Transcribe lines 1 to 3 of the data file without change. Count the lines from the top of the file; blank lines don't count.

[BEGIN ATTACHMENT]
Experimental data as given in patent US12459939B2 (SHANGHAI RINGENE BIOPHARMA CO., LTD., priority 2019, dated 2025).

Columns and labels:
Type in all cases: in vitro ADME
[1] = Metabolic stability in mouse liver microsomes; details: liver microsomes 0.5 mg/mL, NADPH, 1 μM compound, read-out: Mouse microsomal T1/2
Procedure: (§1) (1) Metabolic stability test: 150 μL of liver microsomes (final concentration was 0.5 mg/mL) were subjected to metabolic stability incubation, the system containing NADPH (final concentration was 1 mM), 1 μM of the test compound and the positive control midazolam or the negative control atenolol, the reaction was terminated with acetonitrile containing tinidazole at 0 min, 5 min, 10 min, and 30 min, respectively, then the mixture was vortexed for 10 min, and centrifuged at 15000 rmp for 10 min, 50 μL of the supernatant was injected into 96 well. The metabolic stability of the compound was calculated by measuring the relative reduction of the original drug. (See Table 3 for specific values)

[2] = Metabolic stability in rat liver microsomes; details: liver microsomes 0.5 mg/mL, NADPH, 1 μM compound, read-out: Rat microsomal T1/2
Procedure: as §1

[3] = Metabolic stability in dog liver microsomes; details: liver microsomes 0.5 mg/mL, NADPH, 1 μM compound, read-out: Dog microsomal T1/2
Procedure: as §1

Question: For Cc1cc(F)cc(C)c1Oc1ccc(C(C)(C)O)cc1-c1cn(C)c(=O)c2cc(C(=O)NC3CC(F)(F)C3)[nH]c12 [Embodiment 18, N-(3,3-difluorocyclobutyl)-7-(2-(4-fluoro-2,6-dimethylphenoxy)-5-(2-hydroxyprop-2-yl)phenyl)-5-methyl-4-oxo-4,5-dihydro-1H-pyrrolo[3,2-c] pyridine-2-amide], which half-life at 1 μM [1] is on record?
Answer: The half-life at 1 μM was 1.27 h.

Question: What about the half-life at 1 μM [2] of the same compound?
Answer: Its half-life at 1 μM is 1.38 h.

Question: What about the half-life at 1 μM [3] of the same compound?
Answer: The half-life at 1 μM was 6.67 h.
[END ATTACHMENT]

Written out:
Experimental data as given in patent US12459939B2 (SHANGHAI RINGENE BIOPHARMA CO., LTD., priority 2019, dated 2025).

Columns and labels:
Type in all cases: in vitro ADME